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International Socialism, Summer 1966


Dave Peers

The Notebook



From International Socialism (1st series), No.25, Summer 1966, p.4.
Thanks to Ted Crawford & the late Will Fancy.
Transcribed & marked up by Einde O’Callaghan for ETOL.


Dave Peers writes: The Geddes Report on Shipbuilding runs true to form with recent Government-sponsored inquiries into other industries, and therefore contains few surprises. Once again, the State is to be the midwife to monopoly by subsidising mergers and capital re-equipment, and once again the workers are exhorted to drop their ‘restrictive practices’ in the interests of productivity and exports. Nevertheless, there are features of the British shipbuilding industry which pose particular problems for the trade unions involved. Its products, except for the small proportion of naval work, are exposed to the full competition and vagaries of the world market, and yet the industry has very little control over its costs. Only a quarter of the total cost of a ship is incurred in the shipyard itself (the recent four per cent increase in steel prices has already undermined one of the Geddes proposals for cheaper steel plate for shipbuilding) – so that even if shipbuilding unions were to accept the Geddes’ proposals on industrial relations and urge their members to work their hearts out to give their employers bigger profits than their Japanese, German and Swedish rivals, the effect on the total cost of ships would be marginal. The process of building a ship which requires different trades at each stage of construction, a high proportion of skilled workers and the fluctuations of demand for the product result in periodic laying off of men and give rise to the defensive craft unionism which is characteristic of the industry. The preoccupation with job protection has been intensified by the decline of the industry (there are now 30,000 fewer jobs than there were in 1959) and by the adoption of new techniques, which have virtually eliminated trades such as riveting and blurred the demarcation lines between others such as platers and shipwrights.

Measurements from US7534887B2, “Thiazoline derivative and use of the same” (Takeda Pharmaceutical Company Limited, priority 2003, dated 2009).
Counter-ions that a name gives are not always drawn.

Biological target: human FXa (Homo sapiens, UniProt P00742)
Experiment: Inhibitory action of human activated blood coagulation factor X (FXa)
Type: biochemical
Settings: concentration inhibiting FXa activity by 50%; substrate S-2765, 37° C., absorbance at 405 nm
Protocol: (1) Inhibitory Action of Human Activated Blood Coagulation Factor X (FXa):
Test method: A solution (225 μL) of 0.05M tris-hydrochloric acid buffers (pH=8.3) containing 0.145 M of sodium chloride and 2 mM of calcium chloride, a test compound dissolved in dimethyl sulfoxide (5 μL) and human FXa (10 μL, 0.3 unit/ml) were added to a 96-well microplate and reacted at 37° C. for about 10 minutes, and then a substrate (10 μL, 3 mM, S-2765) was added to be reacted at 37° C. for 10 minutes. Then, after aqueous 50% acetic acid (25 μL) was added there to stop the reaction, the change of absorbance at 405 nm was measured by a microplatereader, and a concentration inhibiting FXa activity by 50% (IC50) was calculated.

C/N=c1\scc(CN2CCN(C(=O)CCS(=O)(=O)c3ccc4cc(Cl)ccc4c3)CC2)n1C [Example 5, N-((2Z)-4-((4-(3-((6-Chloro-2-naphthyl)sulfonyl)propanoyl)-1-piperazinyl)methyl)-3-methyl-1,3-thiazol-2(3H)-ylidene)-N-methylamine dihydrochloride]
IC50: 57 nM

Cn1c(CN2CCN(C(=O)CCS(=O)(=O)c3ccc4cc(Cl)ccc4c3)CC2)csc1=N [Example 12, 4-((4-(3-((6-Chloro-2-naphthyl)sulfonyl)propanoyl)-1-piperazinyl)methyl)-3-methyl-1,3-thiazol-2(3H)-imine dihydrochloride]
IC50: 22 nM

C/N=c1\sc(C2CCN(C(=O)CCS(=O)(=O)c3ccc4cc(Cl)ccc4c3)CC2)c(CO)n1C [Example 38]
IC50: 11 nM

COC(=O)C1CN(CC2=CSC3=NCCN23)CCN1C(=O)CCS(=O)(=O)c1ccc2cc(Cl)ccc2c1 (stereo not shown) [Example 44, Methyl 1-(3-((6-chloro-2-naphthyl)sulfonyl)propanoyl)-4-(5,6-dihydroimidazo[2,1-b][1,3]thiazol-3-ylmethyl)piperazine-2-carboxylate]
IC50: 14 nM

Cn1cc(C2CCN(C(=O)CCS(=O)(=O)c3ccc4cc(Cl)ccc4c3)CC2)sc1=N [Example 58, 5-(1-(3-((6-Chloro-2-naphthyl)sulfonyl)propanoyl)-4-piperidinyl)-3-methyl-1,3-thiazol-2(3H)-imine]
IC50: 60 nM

Nevertheless, shipyard workers do possess a considerable amount of control over the job, and this position has been improved by the full employment of the last two years which has enabled them to push up their wage rates to the average for engineering. But this position is now under attack from Geddes: the increased size of the firm will provide one danger, but more serious are the Report’s proposed changes in industrial relations. It recommends a new wage structure based upon productivity and work measurement, flexibility of jobs within a trade to overcome ‘overmanning’ along with a redefinition of job divisions, mobility of labour within the new combines, relaxation of controls on the intake of apprentices, arbitration panels for demarcation disputes, and the ‘training’ of shop stewards, viz. ‘... it has been found advantageous for shop stewards and foremen undergoing training to take part in joint sessions with a view to promoting mutual understanding.’ Taken together these proposals would completely emasculate the trade unions in the shipbuilding industry. To sweeten the pill the Report advocates measures to improve safety, fringe benefits, and working conditions, all of which will no doubt be welcomed but in themselves are not sufficient incentive for the enormous sacrifice of union bargaining power which acceptance of the whole Report would involve. At the same time, the traditional methods of shipyard work are in the process of change, and Geddes will only speed a process already well under way. Flexibility agreements already operate in a few yards, and the amalgamation of the Boilermakers’ and Shipwrights’ unions was in part a reaction to these changes. The sell-out at Fairfields however illustrates the lack of a union policy towards new demands being made by the employers, as does McGarvey’s defensive comment on the Geddes Report in his monthly report to the Boilermakers’ Society.

It seems inevitable that increased flexibility of work will come, and a new wages structure of some sort might not be a bad idea in an industry riddled with the ‘blue-eyed’ system. But one hopes that the Boilermakers’ and other unions involved will make the employers pay for flexibility by exacting guarantees of job security and decent rates of pay, rejecting any interference with union control over entry to the trade and job allocation, and most important, preserving the independence of shop stewards.

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